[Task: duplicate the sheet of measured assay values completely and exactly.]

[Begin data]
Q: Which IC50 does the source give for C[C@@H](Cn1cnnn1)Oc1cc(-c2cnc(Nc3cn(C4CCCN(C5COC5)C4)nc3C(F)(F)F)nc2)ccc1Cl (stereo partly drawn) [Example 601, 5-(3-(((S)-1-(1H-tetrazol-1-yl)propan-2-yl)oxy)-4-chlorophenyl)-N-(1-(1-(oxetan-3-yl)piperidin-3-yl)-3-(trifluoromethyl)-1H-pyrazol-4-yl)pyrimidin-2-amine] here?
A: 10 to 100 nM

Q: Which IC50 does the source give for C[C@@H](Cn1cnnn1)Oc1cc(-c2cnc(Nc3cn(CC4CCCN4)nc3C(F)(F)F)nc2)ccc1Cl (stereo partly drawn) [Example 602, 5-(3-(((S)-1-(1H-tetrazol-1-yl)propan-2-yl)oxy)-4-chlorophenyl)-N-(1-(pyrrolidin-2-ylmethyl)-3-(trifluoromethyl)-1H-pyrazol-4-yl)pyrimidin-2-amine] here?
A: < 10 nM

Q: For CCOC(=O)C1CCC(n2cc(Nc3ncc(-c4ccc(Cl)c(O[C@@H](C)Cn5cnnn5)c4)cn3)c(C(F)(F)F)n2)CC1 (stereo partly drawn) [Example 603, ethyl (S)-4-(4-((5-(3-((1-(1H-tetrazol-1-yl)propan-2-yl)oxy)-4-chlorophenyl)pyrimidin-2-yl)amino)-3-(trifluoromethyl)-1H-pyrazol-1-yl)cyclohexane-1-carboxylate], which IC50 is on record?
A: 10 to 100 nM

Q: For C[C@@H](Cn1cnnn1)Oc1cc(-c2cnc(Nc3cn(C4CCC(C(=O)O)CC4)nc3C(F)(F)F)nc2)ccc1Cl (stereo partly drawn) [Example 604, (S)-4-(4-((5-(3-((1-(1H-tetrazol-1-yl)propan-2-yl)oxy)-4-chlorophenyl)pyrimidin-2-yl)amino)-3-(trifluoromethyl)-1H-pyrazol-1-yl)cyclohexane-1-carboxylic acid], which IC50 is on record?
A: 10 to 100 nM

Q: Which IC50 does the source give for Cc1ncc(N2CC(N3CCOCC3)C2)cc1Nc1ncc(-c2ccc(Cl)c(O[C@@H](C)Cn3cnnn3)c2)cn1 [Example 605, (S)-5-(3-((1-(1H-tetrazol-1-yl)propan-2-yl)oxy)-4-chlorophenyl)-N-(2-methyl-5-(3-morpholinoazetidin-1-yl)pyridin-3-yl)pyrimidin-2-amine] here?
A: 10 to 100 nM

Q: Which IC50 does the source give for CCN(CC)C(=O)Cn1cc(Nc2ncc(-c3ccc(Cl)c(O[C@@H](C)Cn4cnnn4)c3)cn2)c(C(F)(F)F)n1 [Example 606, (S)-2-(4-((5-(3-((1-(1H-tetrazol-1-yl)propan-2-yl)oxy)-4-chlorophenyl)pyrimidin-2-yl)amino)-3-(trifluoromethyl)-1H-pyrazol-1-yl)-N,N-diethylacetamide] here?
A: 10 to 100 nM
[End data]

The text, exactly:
Q: Which IC50 does the source give for C[C@@H](Cn1cnnn1)Oc1cc(-c2cnc(Nc3cn(C4CCCN(C5COC5)C4)nc3C(F)(F)F)nc2)ccc1Cl (stereo partly drawn) [Example 601, 5-(3-(((S)-1-(1H-tetrazol-1-yl)propan-2-yl)oxy)-4-chlorophenyl)-N-(1-(1-(oxetan-3-yl)piperidin-3-yl)-3-(trifluoromethyl)-1H-pyrazol-4-yl)pyrimidin-2-amine] here?
A: 10 to 100 nM

Q: Which IC50 does the source give for C[C@@H](Cn1cnnn1)Oc1cc(-c2cnc(Nc3cn(CC4CCCN4)nc3C(F)(F)F)nc2)ccc1Cl (stereo partly drawn) [Example 602, 5-(3-(((S)-1-(1H-tetrazol-1-yl)propan-2-yl)oxy)-4-chlorophenyl)-N-(1-(pyrrolidin-2-ylmethyl)-3-(trifluoromethyl)-1H-pyrazol-4-yl)pyrimidin-2-amine] here?
A: < 10 nM

Q: For CCOC(=O)C1CCC(n2cc(Nc3ncc(-c4ccc(Cl)c(O[C@@H](C)Cn5cnnn5)c4)cn3)c(C(F)(F)F)n2)CC1 (stereo partly drawn) [Example 603, ethyl (S)-4-(4-((5-(3-((1-(1H-tetrazol-1-yl)propan-2-yl)oxy)-4-chlorophenyl)pyrimidin-2-yl)amino)-3-(trifluoromethyl)-1H-pyrazol-1-yl)cyclohexane-1-carboxylate], which IC50 is on record?
A: 10 to 100 nM

Q: For C[C@@H](Cn1cnnn1)Oc1cc(-c2cnc(Nc3cn(C4CCC(C(=O)O)CC4)nc3C(F)(F)F)nc2)ccc1Cl (stereo partly drawn) [Example 604, (S)-4-(4-((5-(3-((1-(1H-tetrazol-1-yl)propan-2-yl)oxy)-4-chlorophenyl)pyrimidin-2-yl)amino)-3-(trifluoromethyl)-1H-pyrazol-1-yl)cyclohexane-1-carboxylic acid], which IC50 is on record?
A: 10 to 100 nM

Q: Which IC50 does the source give for Cc1ncc(N2CC(N3CCOCC3)C2)cc1Nc1ncc(-c2ccc(Cl)c(O[C@@H](C)Cn3cnnn3)c2)cn1 [Example 605, (S)-5-(3-((1-(1H-tetrazol-1-yl)propan-2-yl)oxy)-4-chlorophenyl)-N-(2-methyl-5-(3-morpholinoazetidin-1-yl)pyridin-3-yl)pyrimidin-2-amine] here?
A: 10 to 100 nM

Q: Which IC50 does the source give for CCN(CC)C(=O)Cn1cc(Nc2ncc(-c3ccc(Cl)c(O[C@@H](C)Cn4cnnn4)c3)cn2)c(C(F)(F)F)n1 [Example 606, (S)-2-(4-((5-(3-((1-(1H-tetrazol-1-yl)propan-2-yl)oxy)-4-chlorophenyl)pyrimidin-2-yl)amino)-3-(trifluoromethyl)-1H-pyrazol-1-yl)-N,N-diethylacetamide] here?
A: 10 to 100 nM